Brit finds unmarked grave of long-lost WWI relative in Poland
When Jim Powrie decided to track down the last resting place of his father’s first cousin, Sergeant Henry Powrie of Britain’s Royal Artillery, he found the soldier lay in a quiet corner of a Polish cemetery in an unmarked grave.
He also found that Sergeant Powrie lay alongside 29 other British servicemen all of whom had nothing above them other than grass. No headstones. No memorials.
The discovery that 30 British soldiers were lying in unmarked graves in cemetery in the south-west town of Opole triggered the start of campaign by Jim Powrie to get the British government to pay for gravestones, or some form of memorial, for the soldiers who died almost a 100 years ago in a long-forgotten operation to stop simmering tensions between Poles and Germans breaking out into war.
“I’ve been campaigning for two years now to get some form of recognition for these men,” Mr Powrie told The First News.
“There is a cemetery in Cologne and in that cemetery there are over 100 military men who have the same status as those in Opole but they have headstones maintained by the [British] ministry of defence. But it seems that these 30 have been totally neglected. It’s as if they’ve been deleted.”
Sergeant Powrie, who won the Military Medal, one of Britain’s highest awards for gallantry and was wounded three times during WWI, died in a long-forgotten peace-keeping operation organised by the League of Nations.
In 1921 the Opole region was a disputed territory, claimed by both Poles and Germans, and, ahead of a plebiscite that would decide whether it would become part of Germany or the re-established Poland, ethnic tensions were boiling.
Fearful that full-scale violence could break out the league despatched British, French and Italian troops to keep the peace.
In total, violence, disease, accidents and suicide claimed 41 British lives. But 11 of those were exhumed and re-buried in a well-cared for British military cemetery in Germany.
This was because they died before August 31, 1921, the official date given by the British government as the end of WWI. Anybody who died after that were not classified as war dead, and so were buried on site.
At first all was well in Opole, or Oppeln as it was called owing to the town remaining part of Germany. Simple wooden crosses above the graves, were later replaced by iron ones and the British state paid for the maintenance of the graves.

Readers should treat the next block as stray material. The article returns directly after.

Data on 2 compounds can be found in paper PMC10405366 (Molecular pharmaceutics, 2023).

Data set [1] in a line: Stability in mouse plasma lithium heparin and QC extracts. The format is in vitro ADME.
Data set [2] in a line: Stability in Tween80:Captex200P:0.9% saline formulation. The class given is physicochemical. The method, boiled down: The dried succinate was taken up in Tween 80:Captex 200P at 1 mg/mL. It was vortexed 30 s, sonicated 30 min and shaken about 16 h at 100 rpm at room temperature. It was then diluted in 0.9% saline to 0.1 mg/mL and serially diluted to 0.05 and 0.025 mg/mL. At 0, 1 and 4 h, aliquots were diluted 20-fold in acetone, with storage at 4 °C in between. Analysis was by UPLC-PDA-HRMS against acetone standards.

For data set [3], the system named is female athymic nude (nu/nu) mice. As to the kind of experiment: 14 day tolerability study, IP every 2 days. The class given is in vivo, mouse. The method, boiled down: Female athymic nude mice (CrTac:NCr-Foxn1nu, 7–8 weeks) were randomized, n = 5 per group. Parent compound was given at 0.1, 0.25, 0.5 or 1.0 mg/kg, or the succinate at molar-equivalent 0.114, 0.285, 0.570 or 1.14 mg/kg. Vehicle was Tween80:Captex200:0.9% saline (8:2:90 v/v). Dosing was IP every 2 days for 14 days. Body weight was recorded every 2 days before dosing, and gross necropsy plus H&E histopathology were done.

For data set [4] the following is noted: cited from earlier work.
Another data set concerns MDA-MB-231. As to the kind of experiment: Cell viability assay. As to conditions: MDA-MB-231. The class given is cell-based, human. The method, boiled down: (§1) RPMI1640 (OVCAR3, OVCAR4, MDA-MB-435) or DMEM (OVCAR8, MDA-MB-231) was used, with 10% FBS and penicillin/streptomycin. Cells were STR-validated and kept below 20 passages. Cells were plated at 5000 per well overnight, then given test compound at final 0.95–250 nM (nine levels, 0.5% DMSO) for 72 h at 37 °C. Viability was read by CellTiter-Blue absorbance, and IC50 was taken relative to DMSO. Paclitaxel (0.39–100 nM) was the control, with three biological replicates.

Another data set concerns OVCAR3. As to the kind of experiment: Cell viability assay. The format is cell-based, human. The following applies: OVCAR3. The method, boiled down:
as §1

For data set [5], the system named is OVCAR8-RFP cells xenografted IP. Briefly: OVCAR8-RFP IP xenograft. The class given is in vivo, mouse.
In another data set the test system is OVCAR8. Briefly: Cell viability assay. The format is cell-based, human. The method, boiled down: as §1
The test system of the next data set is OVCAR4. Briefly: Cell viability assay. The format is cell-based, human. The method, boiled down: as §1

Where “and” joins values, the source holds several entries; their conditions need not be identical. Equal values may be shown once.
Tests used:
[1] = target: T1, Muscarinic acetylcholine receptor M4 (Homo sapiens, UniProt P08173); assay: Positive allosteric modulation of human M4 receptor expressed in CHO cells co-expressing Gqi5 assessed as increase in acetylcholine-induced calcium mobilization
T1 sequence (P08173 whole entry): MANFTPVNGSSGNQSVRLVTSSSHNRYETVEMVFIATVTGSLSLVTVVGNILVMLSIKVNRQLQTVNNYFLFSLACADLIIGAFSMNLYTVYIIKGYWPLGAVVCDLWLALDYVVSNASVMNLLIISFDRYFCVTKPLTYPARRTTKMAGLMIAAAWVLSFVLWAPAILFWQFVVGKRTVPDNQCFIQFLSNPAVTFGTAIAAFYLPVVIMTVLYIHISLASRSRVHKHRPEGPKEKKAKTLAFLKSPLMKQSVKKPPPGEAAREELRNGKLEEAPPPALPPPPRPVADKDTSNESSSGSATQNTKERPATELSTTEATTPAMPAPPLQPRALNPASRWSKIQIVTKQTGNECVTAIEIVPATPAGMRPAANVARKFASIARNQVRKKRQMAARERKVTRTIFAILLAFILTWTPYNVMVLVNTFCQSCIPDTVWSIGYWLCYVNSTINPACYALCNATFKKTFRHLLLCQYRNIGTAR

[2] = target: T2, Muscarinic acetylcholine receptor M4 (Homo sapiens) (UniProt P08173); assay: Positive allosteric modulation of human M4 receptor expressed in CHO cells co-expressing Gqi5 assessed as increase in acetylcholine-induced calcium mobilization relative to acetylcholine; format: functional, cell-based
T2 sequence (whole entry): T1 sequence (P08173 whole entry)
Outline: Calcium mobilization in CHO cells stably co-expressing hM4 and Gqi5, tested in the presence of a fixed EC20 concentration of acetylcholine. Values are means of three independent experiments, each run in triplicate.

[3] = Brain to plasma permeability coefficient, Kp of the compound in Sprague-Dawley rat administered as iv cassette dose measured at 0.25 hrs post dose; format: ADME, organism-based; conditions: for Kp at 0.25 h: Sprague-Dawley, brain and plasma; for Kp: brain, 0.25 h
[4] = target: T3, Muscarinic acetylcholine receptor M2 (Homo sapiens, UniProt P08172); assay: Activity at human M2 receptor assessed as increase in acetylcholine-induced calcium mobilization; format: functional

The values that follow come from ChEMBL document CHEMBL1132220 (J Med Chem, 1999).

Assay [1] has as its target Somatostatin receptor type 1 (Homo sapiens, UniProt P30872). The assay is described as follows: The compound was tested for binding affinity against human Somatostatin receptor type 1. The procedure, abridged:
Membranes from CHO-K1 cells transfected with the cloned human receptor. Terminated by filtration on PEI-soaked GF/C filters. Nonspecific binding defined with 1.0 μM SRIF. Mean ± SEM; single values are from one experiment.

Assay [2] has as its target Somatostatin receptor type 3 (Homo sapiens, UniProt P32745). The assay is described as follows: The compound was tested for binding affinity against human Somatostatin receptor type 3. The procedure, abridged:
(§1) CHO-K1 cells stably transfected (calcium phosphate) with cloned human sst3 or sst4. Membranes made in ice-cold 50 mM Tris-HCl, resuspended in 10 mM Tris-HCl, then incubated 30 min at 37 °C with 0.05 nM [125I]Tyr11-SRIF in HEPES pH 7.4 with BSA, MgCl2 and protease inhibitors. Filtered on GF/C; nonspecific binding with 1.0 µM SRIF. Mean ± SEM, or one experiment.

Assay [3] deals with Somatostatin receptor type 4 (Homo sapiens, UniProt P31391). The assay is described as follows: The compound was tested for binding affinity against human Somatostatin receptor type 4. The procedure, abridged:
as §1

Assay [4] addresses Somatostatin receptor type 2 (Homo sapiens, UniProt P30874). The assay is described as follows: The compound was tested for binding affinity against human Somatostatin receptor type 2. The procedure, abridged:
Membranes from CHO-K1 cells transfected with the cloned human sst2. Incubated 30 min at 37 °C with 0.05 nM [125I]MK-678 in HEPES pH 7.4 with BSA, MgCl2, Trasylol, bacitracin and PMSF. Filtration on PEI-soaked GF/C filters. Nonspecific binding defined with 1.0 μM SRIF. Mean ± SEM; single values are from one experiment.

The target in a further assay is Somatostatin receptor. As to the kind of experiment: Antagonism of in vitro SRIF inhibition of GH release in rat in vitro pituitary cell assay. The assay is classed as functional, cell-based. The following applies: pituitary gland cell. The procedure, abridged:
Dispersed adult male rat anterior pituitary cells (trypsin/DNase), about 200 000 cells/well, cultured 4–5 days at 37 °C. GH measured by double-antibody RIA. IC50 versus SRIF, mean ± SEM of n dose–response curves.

But in the tumult of the Second World War and the chaos triggered by Oppeln becoming Opole as it became part of Poland the crosses disappeared, never to be replaced.
British funding also disappeared so nothing was left in the cemetery to indicate the presence of 30 British troops. In fact even the exact location of the graves became unclear until research by Mr Powrie pinpointed where the dead lay.
Britain’s defence ministry says it is not responsible for the Opole dead and that while it spends GBP 50 million [PLN 240 million] a year on the upkeep of military graves around the war it cannot maintain all of them. It also suggests that some form of private funding should be sought.
Despite the apparent indifference from officialdom Mr Powrie has continued to fight to get some of memorial for his long-dead relative and his 29 colleagues.
“It makes me feel angry because they’ve got money, specifically for the maintenance of graves,” he said. “All we are talking about is something between GBP 5,000-30,000 [PLN 24,000-144,000], which on global scale is nothing. The authorities in Opole are more than happy to participate and co-operate but we’ve got nowhere.”
This leaves, for the time being, at least, the 30 men with nothing above them other than grass. The only indication that the Opole cemetery contains British dead are the occasional flowers left by those who know.
This said Mr Powrie is no way to treat men who died serving their country.
He told The First News: “It is the attitude of the ministry that really frustrates me.
“I could understand it, to an extent, if there were just one or two, but there are 30 men there. Of those 30, 20 served throughout the First World War.
“These people were not nobodies. They had done their bit for their country. There should be some recognition.”